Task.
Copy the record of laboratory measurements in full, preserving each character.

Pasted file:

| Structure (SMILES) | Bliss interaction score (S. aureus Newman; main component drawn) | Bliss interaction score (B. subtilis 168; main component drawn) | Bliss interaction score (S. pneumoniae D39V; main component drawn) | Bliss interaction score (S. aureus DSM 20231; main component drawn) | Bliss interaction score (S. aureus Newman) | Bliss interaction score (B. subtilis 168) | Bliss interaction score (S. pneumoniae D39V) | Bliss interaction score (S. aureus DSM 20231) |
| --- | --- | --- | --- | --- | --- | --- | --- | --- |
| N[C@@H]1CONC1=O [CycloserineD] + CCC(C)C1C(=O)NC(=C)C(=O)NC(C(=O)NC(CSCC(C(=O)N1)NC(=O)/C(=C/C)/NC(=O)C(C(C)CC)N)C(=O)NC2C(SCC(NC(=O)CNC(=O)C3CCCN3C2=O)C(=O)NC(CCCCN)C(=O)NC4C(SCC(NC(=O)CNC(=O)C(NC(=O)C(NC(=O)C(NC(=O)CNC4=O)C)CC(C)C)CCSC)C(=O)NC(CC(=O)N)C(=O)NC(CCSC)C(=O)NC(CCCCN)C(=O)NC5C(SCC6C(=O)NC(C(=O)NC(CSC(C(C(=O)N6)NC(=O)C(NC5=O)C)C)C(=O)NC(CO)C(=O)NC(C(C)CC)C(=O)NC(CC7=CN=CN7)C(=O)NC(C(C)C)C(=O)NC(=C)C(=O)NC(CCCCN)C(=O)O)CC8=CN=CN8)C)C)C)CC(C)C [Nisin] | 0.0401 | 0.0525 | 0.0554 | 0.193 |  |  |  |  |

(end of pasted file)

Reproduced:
| Structure (SMILES) | Bliss interaction score (S. aureus Newman; main component drawn) | Bliss interaction score (B. subtilis 168; main component drawn) | Bliss interaction score (S. pneumoniae D39V; main component drawn) | Bliss interaction score (S. aureus DSM 20231; main component drawn) | Bliss interaction score (S. aureus Newman) | Bliss interaction score (B. subtilis 168) | Bliss interaction score (S. pneumoniae D39V) | Bliss interaction score (S. aureus DSM 20231) |
| --- | --- | --- | --- | --- | --- | --- | --- | --- |
| N[C@@H]1CONC1=O [CycloserineD] + CCC(C)C1C(=O)NC(=C)C(=O)NC(C(=O)NC(CSCC(C(=O)N1)NC(=O)/C(=C/C)/NC(=O)C(C(C)CC)N)C(=O)NC2C(SCC(NC(=O)CNC(=O)C3CCCN3C2=O)C(=O)NC(CCCCN)C(=O)NC4C(SCC(NC(=O)CNC(=O)C(NC(=O)C(NC(=O)C(NC(=O)CNC4=O)C)CC(C)C)CCSC)C(=O)NC(CC(=O)N)C(=O)NC(CCSC)C(=O)NC(CCCCN)C(=O)NC5C(SCC6C(=O)NC(C(=O)NC(CSC(C(C(=O)N6)NC(=O)C(NC5=O)C)C)C(=O)NC(CO)C(=O)NC(C(C)CC)C(=O)NC(CC7=CN=CN7)C(=O)NC(C(C)C)C(=O)NC(=C)C(=O)NC(CCCCN)C(=O)O)CC8=CN=CN8)C)C)C)CC(C)C [Nisin] | 0.0401 | 0.0525 | 0.0554 | 0.193 |  |  |  |  |